While heart disease is less common in our feline friends than in dogs, Hypertrophic Cardiomyopathy (HCM) is relatively common. This condition causes the walls of a cat’s heart to thicken, decreasing the heart’s ability to function efficiently.
- Blindness and hearing loss
Although more common in dogs than cats, degeneration in the eyes and ears can lead to varying degrees of deafness and blindness in older pets.
When these conditions are age-related they tend to develop slowly, allowing geriatric pets to adjust their behavior and making it difficult for pet owners to notice.
- Liver disease
In senior cats, liver disease is common and may be the result of high blood pressure or hyperthyroidism. Symptoms of liver disease in cats include loss of appetite, jaundice, drooling, vomiting, diarrhea, and excessive thirst.
Liver disease in dogs can result in a number of serious symptoms including seizures, vomiting, diarrhea, fever, jaundice, abdominal fluid buildup, and weight loss.
If your geriatric dog or cat is displaying any of the symptoms of liver disease, veterinary care is essential.
Although dogs and cats can develop diabetes at any age, most dogs are diagnosed at approximately 7-10 years of age and the majority of cats diagnosed with diabetes are over 6 years of age.
Signs of diabetes in dogs and cats include excessive thirst, increased appetite accompanied by weight loss, cloudy eyes, and chronic or recurring infections.
Obesity is a risk factor for diabetes in both cats and dogs.
- Kidney disease
As pets age, their kidneys tend to lose their function. In some cases, kidney disease can be caused by medications used to treat other common conditions seen in geriatric pets.
While chronic kidney disease cannot be cured, it can be managed with a combination of diet and medications.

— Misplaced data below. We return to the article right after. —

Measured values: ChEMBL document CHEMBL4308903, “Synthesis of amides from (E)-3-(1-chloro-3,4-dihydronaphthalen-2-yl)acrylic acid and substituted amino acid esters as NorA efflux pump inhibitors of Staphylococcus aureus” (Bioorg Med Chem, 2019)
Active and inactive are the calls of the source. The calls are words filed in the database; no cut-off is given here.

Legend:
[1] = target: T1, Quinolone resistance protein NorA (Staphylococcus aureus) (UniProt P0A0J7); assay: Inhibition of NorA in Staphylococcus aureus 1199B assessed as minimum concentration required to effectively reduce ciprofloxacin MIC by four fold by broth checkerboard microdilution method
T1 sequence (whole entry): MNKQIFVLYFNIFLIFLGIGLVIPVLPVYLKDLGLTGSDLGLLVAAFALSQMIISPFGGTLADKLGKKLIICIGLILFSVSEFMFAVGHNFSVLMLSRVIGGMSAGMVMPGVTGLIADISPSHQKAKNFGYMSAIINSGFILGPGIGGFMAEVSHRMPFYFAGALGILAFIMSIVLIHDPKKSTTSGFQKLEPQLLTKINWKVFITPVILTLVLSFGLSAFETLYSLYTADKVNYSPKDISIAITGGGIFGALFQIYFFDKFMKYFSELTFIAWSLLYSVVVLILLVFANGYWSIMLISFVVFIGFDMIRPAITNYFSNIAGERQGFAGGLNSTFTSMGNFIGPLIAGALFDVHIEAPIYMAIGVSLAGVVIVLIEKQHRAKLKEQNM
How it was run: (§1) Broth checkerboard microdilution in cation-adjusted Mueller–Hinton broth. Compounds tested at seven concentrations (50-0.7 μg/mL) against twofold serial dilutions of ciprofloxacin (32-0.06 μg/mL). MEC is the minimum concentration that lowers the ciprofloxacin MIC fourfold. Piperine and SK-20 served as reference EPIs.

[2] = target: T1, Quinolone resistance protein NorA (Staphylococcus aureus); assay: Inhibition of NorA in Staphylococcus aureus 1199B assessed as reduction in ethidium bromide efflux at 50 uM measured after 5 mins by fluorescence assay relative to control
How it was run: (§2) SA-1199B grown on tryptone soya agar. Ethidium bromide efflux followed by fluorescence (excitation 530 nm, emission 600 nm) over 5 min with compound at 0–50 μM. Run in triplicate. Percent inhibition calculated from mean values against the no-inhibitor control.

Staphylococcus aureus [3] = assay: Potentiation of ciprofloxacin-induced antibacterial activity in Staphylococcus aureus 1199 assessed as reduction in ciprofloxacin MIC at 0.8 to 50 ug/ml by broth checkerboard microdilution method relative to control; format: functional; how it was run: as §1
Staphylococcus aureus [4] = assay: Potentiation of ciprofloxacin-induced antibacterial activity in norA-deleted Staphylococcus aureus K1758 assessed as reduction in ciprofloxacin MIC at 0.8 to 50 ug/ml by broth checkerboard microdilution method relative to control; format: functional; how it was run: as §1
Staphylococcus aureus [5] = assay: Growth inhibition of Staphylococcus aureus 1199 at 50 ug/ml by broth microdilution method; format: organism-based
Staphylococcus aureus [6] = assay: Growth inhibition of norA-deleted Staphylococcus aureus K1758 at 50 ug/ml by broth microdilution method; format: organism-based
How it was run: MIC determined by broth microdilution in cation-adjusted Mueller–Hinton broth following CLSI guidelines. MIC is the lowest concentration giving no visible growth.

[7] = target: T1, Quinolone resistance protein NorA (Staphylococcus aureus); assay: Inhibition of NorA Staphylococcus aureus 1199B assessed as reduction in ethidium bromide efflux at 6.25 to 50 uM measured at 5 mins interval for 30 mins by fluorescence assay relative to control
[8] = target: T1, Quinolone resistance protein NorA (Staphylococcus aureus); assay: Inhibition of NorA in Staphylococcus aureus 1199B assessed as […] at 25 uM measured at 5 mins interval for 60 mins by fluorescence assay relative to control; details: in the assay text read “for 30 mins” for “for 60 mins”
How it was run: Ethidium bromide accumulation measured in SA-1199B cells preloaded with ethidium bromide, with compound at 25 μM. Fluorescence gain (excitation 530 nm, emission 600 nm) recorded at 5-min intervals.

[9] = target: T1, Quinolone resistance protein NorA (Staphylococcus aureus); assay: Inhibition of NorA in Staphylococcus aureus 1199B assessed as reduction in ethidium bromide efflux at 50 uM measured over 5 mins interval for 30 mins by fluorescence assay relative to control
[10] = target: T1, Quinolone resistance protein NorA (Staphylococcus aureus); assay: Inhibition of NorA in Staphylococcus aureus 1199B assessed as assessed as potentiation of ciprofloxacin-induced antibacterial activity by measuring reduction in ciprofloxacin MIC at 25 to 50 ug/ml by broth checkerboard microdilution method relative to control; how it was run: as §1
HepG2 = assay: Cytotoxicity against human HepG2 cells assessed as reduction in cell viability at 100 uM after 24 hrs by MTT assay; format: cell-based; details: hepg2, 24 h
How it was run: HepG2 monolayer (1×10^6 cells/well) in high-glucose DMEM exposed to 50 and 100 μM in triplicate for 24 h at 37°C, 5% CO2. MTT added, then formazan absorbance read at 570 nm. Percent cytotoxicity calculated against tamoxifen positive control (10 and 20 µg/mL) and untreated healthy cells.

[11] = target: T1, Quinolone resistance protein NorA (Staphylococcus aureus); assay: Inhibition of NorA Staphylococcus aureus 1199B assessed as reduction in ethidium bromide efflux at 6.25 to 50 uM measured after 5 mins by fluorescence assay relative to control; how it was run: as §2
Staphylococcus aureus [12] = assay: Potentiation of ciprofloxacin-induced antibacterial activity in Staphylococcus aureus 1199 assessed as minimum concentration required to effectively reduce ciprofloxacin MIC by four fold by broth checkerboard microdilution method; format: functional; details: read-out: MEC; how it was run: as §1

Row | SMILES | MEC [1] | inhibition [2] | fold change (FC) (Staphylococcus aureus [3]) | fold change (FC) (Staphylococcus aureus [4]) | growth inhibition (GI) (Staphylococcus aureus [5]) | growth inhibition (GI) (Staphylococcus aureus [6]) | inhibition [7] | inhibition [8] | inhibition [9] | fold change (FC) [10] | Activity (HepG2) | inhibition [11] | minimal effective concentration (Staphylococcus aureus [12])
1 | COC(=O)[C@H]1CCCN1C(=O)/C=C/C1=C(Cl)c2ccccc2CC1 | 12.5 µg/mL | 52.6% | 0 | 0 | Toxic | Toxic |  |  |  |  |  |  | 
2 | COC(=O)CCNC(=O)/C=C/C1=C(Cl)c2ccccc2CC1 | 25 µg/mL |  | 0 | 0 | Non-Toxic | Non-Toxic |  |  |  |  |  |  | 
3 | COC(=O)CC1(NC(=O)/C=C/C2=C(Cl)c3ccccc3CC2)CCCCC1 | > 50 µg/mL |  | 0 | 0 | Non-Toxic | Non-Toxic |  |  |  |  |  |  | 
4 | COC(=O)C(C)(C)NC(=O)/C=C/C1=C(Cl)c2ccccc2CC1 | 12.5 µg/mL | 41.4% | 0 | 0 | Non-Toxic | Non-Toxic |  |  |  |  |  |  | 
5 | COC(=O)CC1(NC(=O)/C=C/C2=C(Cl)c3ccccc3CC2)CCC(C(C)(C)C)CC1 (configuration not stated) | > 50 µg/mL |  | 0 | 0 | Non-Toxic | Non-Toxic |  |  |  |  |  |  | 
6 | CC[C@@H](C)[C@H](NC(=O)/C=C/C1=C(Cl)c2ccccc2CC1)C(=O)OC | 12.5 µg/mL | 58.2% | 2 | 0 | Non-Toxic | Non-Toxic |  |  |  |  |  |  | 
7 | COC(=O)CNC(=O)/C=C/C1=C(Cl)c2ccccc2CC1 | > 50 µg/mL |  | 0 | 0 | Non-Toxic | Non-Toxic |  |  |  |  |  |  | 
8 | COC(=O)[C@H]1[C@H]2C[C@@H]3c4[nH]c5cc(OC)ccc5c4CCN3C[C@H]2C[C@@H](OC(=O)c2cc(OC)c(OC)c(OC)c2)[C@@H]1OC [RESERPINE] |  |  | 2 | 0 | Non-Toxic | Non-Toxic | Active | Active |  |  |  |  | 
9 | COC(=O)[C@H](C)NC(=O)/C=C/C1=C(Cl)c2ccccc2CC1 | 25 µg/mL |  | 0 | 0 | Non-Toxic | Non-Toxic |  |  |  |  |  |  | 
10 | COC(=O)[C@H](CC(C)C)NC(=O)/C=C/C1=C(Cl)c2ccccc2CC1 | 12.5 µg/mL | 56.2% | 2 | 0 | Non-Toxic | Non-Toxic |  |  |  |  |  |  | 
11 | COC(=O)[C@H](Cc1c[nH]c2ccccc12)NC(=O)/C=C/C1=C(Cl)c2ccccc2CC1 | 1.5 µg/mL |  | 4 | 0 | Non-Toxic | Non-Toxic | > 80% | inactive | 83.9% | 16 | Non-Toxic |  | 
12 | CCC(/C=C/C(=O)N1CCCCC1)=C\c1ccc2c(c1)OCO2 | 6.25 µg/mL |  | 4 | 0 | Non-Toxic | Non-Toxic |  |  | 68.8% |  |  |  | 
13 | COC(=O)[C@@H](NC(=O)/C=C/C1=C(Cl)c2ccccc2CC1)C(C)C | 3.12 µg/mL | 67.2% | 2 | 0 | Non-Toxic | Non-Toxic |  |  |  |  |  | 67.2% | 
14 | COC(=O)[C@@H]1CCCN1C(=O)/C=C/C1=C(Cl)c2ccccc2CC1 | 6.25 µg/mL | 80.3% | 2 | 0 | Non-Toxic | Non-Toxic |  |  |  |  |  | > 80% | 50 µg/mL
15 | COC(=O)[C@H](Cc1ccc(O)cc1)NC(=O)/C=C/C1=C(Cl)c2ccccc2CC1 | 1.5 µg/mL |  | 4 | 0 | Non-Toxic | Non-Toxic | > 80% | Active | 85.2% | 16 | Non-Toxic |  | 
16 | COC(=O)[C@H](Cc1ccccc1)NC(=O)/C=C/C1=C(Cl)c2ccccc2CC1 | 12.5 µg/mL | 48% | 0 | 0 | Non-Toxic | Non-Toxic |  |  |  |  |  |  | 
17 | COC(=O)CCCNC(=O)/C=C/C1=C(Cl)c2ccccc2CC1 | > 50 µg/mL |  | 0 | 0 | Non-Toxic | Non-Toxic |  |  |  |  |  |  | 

- Urinary tract disease
Our Modesto vets often see geriatric cats and dogs with urinary tract conditions and incontinence issues. Elderly pets can be prone to accidents as the muscles controlling the bladder weaken, but it's important to note that incontinence could be a sign of a bigger health issue such as a urinary tract infection or dementia.
If your senior pet experiences incontinence issues it's important to take your geriatric dog or cat to the vet for a thorough examination.
Veterinary Care for Senior Dogs & Cats
Our vets will thoroughly examine your senior pet, ask about their home life in detail and perform any tests that may be required to receive additional insight into his or her general physical health and condition.
Based on the findings, we'll recommend a treatment plan that can potentially include medications, activities and dietary changes that may help improve your senior pet's health, well-being and comfort.
Routine Wellness Exams
Routine preventive care is essential to helping your senior pet live a healthy and fulfilled life. It also gives our vets the opportunity to detect diseases early.
Early detection can help preserve your pet's overall health and catch emerging issues before they develop into long-term problems.
With regular physical examinations, your pet will have the best chance at quality long-term health.